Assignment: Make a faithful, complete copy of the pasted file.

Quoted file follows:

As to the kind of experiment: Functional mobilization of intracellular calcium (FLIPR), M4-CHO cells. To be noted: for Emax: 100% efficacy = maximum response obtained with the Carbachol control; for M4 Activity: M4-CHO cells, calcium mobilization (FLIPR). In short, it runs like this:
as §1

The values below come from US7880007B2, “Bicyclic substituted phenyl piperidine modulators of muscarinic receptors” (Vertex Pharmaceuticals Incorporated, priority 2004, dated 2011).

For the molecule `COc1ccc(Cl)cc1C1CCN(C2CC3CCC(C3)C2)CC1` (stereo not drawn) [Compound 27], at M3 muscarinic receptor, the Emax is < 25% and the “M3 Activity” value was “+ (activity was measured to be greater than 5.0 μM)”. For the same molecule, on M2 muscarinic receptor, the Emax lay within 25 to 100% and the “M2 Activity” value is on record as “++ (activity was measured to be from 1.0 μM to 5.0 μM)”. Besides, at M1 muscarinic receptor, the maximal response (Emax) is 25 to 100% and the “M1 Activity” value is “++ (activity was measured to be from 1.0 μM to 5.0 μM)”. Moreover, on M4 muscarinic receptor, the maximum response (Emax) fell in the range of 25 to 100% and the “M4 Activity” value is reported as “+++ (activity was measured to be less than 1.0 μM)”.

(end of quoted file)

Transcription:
As to the kind of experiment: Functional mobilization of intracellular calcium (FLIPR), M4-CHO cells. To be noted: for Emax: 100% efficacy = maximum response obtained with the Carbachol control; for M4 Activity: M4-CHO cells, calcium mobilization (FLIPR). In short, it runs like this:
as §1

The values below come from US7880007B2, “Bicyclic substituted phenyl piperidine modulators of muscarinic receptors” (Vertex Pharmaceuticals Incorporated, priority 2004, dated 2011).

For the molecule `COc1ccc(Cl)cc1C1CCN(C2CC3CCC(C3)C2)CC1` (stereo not drawn) [Compound 27], at M3 muscarinic receptor, the Emax is < 25% and the “M3 Activity” value was “+ (activity was measured to be greater than 5.0 μM)”. For the same molecule, on M2 muscarinic receptor, the Emax lay within 25 to 100% and the “M2 Activity” value is on record as “++ (activity was measured to be from 1.0 μM to 5.0 μM)”. Besides, at M1 muscarinic receptor, the maximal response (Emax) is 25 to 100% and the “M1 Activity” value is “++ (activity was measured to be from 1.0 μM to 5.0 μM)”. Moreover, on M4 muscarinic receptor, the maximum response (Emax) fell in the range of 25 to 100% and the “M4 Activity” value is reported as “+++ (activity was measured to be less than 1.0 μM)”.